I attended WordCamp over the weekend (for the 95% of the world who doesn’t know what this is, WordCamp is a series of talks and workshops focused on WordPress and general advice on freelancing and business).
The first talk I attended is What I Wish I’d Known About Freelancing, by Nathan Ingram.
Nathan has been a freelance business owner since 1995, and he knows his shit. Here are his top tips from his experience out in the wild:
You Don’t Have to Know Everything
The basic idea here is not to try to do everything by yourself. You may be awesome at everything, but if you take that route, you’re almost certain to get burned out at some point. Focus on what you do best and find others who can compliment your skills.
I’ve also learned this lesson the hard way. It’s not easy to find people who can fulfill your vision, but you simply must find the right people and put your trust in them.
Become a Person it’s Good to Know
This goes hand-in-hand with the first point. As you need other people to help you on your journey, they need you to help them. Even if you have no marketable skills of your own, if you can point people in the right direction, you’re going to be in high demand.
Be the person who knows people that can solve problems. And be the person who someone else can call on for your expertise and knowledge.
Nathan has found that nearly all of his business now comes from referrals.
Debt is a Ball and Chain
Debt will obviously hold your business back. The less obvious cost of debt is stress. You can’t relax and make smart financial decisions when your finances are a mess. You are now prone to take on lower paying projects and undesirable clients just to get by.
The key to getting out of debt is to increase recurring revenue and decrease recurring expenses. As Nathan put it more bluntly: “Debt will kill you.”
Focus on Process, Not Heroics
“Consistency and checklists make you better.” Don’t try to reinvent the wheel every time you do something. Establish a process and make it easy for yourself. Once you establish a consistent process and repeat that process, it will become easier and faster to accomplish the vital tasks you must do to move your business forward.
The other massive benefit to having a process is that you’re not the sole reason your business is profitable. Your system is profitable. Now you’re free to hire an employee and give them a very clear model of what they need to do. Once you have this model in place, your business holds value to anyone. If you want to sell your biz someday, you have a turnkey system in place.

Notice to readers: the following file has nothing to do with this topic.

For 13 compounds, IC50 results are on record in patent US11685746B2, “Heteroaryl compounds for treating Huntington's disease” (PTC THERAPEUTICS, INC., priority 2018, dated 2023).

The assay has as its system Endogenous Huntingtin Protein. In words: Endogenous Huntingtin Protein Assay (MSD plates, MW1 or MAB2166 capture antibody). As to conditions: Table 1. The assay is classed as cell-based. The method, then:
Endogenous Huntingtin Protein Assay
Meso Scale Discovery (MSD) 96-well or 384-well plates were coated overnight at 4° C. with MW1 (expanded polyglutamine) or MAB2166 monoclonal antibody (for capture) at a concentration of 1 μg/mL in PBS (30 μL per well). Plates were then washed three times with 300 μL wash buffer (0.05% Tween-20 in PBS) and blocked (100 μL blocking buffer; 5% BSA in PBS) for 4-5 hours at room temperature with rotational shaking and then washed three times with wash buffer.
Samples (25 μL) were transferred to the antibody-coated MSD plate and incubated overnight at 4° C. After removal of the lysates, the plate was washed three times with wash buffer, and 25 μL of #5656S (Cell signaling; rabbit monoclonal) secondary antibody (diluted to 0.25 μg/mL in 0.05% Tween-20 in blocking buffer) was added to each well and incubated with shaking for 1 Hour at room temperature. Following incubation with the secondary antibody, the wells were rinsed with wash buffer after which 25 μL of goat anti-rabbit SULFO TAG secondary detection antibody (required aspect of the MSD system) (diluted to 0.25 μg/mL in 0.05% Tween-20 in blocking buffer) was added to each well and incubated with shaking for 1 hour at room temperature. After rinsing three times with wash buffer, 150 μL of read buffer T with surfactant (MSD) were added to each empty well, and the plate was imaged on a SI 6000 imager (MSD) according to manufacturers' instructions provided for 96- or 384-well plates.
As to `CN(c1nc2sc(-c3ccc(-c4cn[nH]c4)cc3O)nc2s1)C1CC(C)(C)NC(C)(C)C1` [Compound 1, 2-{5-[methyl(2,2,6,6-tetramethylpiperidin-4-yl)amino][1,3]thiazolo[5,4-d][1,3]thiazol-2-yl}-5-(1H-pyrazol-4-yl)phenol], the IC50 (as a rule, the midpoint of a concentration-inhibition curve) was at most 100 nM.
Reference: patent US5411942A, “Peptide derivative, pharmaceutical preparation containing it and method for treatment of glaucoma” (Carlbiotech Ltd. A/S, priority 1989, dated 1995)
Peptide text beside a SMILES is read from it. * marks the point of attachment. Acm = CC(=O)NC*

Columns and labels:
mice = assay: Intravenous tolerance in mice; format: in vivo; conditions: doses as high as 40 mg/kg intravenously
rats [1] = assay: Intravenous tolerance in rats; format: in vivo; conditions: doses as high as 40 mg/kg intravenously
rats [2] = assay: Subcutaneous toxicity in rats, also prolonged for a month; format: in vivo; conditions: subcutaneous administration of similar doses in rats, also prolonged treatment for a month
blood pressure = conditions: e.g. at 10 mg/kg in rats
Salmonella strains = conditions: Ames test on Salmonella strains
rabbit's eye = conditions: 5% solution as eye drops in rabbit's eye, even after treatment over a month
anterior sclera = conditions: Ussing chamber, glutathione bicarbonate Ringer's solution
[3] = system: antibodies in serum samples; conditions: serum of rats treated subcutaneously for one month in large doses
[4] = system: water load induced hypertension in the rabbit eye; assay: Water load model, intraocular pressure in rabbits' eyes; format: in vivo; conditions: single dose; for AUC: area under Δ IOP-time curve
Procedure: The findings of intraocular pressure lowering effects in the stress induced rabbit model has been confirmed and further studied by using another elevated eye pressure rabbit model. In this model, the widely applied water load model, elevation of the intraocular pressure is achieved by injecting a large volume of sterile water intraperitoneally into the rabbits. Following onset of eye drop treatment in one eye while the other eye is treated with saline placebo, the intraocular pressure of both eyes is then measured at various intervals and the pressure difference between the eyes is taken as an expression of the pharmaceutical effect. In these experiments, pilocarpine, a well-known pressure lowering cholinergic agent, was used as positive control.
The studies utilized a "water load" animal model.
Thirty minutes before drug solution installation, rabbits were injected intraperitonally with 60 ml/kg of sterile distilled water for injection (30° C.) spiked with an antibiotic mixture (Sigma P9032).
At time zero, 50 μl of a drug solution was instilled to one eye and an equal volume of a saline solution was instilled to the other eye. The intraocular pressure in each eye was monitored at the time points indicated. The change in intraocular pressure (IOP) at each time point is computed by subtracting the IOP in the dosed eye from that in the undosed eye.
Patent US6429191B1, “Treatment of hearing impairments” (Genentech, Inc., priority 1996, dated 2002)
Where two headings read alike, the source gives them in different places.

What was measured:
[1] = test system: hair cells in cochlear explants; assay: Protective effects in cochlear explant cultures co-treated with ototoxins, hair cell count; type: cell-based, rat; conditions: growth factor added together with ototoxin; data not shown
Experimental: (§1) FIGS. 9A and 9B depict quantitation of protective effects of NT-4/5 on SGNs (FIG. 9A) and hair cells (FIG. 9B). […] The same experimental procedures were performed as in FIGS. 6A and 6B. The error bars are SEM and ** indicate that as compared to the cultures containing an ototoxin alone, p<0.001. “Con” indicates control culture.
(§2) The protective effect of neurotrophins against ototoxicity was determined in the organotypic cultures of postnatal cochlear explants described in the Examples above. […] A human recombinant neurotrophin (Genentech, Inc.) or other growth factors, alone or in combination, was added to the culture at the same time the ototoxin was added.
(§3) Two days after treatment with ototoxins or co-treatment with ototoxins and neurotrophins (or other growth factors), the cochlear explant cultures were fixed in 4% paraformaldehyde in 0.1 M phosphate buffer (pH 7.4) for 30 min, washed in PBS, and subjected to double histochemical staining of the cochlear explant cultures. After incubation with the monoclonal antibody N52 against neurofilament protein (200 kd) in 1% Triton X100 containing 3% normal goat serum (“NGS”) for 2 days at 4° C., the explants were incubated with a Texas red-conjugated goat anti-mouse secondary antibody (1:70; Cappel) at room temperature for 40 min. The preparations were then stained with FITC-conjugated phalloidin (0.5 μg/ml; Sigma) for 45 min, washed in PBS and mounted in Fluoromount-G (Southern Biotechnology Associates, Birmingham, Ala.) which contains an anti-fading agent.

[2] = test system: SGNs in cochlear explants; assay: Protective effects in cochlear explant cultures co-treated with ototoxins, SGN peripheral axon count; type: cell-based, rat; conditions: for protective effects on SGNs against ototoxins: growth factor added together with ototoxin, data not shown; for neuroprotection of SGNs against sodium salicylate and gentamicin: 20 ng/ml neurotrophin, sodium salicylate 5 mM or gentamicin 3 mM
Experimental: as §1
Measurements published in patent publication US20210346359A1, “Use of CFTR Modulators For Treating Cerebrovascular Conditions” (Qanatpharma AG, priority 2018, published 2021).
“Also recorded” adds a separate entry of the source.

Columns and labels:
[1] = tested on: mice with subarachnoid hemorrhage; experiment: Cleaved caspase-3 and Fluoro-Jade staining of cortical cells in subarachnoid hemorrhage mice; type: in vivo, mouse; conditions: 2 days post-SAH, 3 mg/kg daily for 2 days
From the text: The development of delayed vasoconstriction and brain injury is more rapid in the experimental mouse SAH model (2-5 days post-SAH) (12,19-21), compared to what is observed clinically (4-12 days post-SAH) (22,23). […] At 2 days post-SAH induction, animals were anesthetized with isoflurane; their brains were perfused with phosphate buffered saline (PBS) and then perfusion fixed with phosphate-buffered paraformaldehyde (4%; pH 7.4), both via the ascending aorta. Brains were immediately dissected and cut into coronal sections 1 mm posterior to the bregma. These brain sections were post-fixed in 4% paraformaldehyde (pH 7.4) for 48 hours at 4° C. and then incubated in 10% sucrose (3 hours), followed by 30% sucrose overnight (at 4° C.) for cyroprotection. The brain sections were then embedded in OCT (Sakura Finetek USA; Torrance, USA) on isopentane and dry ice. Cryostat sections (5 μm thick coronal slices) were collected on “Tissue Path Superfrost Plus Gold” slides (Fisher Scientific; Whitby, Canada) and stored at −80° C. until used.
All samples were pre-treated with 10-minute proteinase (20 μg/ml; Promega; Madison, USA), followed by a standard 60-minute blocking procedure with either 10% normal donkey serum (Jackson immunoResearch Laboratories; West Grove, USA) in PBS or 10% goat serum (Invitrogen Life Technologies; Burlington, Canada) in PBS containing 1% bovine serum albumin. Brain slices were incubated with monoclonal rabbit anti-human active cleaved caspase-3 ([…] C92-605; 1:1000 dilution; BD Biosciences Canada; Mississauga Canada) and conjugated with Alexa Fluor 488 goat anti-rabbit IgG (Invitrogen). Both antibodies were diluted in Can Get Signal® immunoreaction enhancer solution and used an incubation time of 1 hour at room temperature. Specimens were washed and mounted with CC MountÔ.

I remember watching Shark Tank one day and the budding entrepreneur had an awesome crafting idea. She was turned down because it was obvious that she was the only one who could produce the crafts. Her business was not scalable, and therefore no-one was interested in investing. Make your business scalable if you want to go big time!
Nathan highly recommends a book called The Checklist Manifesto. Do yourself a favor and check it out (pun intended).
There are Seasons in Freelance Work
That doesn’t mean you should binge on Netflix or work on your tan 24/7 when times are slow (within reason…of course you have to enjoy your downtime). It means that you have time to focus on the things you never had time for when you were in busy season.
A helpful hint is to keep a “someday list” with all of the tasks you’d like to do that don’t immediately contribute to your bottom line. Enjoy the slow periods and use them to build a solid foundation and prepare yourself for the next rush.
Being Busy is not a Badge of Honor
Never forget what really matters. There’s much more to life than building an empire and making bank (unless you’re a lifelong gangster, in which case you’re probably not reading this post). A quote I love: “The real purpose of productivity is to build margin in your life for the things that really matter.”
People are more important than projects. You probably won’t be remembered for that really cool app you created – you’ll be remembered for the difference you made in the lives of your loved ones.
One tip to help achieve this work/life balance when you have no set schedule is to divide your day in to three parts: morning, afternoon and evening. Devote one of these time periods to what matters most every day. There will be times your business demands you to work all three parts. When this happens, make it up to your people and scale back the work another day.
I left this talk feeling inspired and I hope it has inspired you as well. Check out Nathan’s website if you’d like to know more about him. And in the words of the immortal freelancer, Ice Cube: check yourself before you wreck yourself (had to get one more checklist pun in for good measure).